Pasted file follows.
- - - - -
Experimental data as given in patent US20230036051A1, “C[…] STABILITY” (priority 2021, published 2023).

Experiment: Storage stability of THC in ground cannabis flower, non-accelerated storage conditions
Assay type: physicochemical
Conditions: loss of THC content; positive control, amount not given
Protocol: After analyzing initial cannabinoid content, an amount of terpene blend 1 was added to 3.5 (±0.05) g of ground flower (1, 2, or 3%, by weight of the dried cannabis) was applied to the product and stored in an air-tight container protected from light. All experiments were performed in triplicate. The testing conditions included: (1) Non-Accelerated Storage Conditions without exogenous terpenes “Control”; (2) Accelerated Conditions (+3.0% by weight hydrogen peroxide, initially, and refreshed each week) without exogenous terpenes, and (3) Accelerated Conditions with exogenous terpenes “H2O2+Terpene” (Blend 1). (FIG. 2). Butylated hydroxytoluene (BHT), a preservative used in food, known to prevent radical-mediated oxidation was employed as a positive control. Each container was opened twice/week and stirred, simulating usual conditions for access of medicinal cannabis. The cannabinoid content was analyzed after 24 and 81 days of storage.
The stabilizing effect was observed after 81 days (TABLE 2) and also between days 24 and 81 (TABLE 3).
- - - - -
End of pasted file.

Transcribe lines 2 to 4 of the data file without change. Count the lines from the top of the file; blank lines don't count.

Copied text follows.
Experiment: Storage stability of THC in ground cannabis flower, non-accelerated storage conditions
Assay type: physicochemical
Conditions: loss of THC content; positive control, amount not given